Dennis Fong

And my second question here is just around Cold Lake. Just given the relative performance that we've seen in terms of base level optimization, I know that progress at Grand Rapids is still progressing. But can you maybe provide a little bit of a further update in terms of how you're thinking about the existing optimization of the base at Cold Lake -- and then how you're thinking about the pace of development or the pace of eventual construction or buildout of the Grand Rapids project in that region?

Brad Corson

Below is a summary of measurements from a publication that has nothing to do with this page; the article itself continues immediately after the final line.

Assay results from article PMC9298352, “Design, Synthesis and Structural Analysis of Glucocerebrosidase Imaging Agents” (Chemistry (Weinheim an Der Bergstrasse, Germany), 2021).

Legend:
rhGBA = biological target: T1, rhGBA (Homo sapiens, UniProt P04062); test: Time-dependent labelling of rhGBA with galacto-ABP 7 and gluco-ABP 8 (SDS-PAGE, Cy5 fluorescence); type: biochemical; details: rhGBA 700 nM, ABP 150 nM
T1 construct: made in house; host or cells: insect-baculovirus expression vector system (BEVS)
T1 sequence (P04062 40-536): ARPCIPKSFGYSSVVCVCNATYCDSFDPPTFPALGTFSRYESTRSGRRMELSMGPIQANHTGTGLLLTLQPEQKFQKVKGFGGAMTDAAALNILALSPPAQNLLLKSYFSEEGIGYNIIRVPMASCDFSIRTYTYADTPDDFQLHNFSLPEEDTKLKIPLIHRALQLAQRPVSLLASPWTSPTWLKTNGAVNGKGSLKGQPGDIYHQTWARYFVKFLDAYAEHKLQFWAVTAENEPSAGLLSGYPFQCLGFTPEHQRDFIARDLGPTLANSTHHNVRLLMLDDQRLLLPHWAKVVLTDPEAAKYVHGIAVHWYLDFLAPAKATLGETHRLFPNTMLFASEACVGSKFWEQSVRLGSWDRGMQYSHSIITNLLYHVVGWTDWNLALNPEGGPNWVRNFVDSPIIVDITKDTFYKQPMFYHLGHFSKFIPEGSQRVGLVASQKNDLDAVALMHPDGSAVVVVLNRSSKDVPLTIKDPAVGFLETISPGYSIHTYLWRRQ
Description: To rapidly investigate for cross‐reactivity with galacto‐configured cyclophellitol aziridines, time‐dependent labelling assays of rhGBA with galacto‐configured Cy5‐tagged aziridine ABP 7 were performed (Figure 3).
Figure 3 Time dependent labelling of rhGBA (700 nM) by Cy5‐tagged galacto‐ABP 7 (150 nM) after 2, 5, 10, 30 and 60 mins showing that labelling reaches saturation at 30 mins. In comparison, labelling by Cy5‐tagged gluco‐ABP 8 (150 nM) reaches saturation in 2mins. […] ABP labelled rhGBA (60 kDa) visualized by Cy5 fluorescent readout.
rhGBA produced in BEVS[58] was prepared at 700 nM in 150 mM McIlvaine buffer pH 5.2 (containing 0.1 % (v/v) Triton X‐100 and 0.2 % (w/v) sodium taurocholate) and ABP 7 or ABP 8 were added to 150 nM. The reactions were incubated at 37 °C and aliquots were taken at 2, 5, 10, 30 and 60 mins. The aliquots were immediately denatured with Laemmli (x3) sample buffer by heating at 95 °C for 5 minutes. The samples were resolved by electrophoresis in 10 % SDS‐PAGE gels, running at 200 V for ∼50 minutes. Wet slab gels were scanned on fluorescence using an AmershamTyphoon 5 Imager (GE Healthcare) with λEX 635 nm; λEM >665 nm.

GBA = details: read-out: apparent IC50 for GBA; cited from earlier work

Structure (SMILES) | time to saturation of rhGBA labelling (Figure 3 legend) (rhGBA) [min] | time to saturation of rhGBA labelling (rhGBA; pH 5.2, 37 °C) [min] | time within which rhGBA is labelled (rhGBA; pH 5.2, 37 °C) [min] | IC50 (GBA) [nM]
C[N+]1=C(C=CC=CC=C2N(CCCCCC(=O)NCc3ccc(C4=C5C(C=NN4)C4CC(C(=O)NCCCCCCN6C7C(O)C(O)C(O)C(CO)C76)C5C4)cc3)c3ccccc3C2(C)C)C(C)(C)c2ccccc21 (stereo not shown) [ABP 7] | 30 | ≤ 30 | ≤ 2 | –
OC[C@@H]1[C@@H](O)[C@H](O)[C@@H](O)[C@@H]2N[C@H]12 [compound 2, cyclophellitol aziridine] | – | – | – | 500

I mean, we're quite excited about the performance at Cold Lake. It does continue to outperform the guidance that we provided at the end of last year, and we have every reason to believe that's going to continue. And it comes as a result of significant focus by the operating and technical teams around how to optimize our steam floods and water production in those assets, continuing to ensure we've got optimized maintenance plans that are bringing enhanced reliability to the asset, continuing to do kind of workover optimization on the existing wells in the field. So all that's contributing to this higher production that you're seeing. Now with respect to Grand Rapids, we are in the construction mode right now. So we're already drilling wells for that project. I had the great opportunity to visit the site just a couple of weeks ago and spent some time on the rig, and that work is well underway. We have a targeted start-up for Grand Rapids in 2024 at this point, and we're doing everything we can to optimize around that. And once it's online, we're expecting incremental production of around 19,000 barrels a day. So a significant contributor to kind of long life and productive capability of Cold Lake.